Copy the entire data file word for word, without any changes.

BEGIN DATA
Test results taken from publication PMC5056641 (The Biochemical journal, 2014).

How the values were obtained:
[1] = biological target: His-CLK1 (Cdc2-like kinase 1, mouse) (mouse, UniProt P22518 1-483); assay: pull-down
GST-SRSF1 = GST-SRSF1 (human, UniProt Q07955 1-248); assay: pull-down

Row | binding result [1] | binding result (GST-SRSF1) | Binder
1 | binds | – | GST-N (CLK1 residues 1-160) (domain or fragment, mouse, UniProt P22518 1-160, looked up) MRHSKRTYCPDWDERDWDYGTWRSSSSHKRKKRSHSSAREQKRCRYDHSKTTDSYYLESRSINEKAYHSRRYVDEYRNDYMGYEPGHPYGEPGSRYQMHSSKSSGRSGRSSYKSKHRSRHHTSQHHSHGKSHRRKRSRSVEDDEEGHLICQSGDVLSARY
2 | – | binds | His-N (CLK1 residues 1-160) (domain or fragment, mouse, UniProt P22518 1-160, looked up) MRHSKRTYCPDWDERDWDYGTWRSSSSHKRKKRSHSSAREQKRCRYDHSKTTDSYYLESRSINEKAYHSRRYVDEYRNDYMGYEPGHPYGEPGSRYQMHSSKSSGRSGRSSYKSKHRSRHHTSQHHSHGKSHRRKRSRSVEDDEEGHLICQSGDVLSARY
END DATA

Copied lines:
Test results taken from publication PMC5056641 (The Biochemical journal, 2014).

How the values were obtained:
[1] = biological target: His-CLK1 (Cdc2-like kinase 1, mouse) (mouse, UniProt P22518 1-483); assay: pull-down
GST-SRSF1 = GST-SRSF1 (human, UniProt Q07955 1-248); assay: pull-down

Row | binding result [1] | binding result (GST-SRSF1) | Binder
1 | binds | – | GST-N (CLK1 residues 1-160) (domain or fragment, mouse, UniProt P22518 1-160, looked up) MRHSKRTYCPDWDERDWDYGTWRSSSSHKRKKRSHSSAREQKRCRYDHSKTTDSYYLESRSINEKAYHSRRYVDEYRNDYMGYEPGHPYGEPGSRYQMHSSKSSGRSGRSSYKSKHRSRHHTSQHHSHGKSHRRKRSRSVEDDEEGHLICQSGDVLSARY
2 | – | binds | His-N (CLK1 residues 1-160) (domain or fragment, mouse, UniProt P22518 1-160, looked up) MRHSKRTYCPDWDERDWDYGTWRSSSSHKRKKRSHSSAREQKRCRYDHSKTTDSYYLESRSINEKAYHSRRYVDEYRNDYMGYEPGHPYGEPGSRYQMHSSKSSGRSGRSSYKSKHRSRHHTSQHHSHGKSHRRKRSRSVEDDEEGHLICQSGDVLSARY